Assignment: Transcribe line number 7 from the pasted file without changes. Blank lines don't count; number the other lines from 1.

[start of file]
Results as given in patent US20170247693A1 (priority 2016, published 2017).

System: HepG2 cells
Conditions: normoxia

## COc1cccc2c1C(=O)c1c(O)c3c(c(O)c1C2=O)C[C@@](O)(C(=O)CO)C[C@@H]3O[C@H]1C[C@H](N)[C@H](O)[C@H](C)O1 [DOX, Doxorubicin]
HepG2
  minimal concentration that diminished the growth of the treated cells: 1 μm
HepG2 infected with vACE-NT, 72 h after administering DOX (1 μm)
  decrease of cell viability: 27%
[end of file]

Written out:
HepG2 infected with vACE-NT, 72 h after administering DOX (1 μm)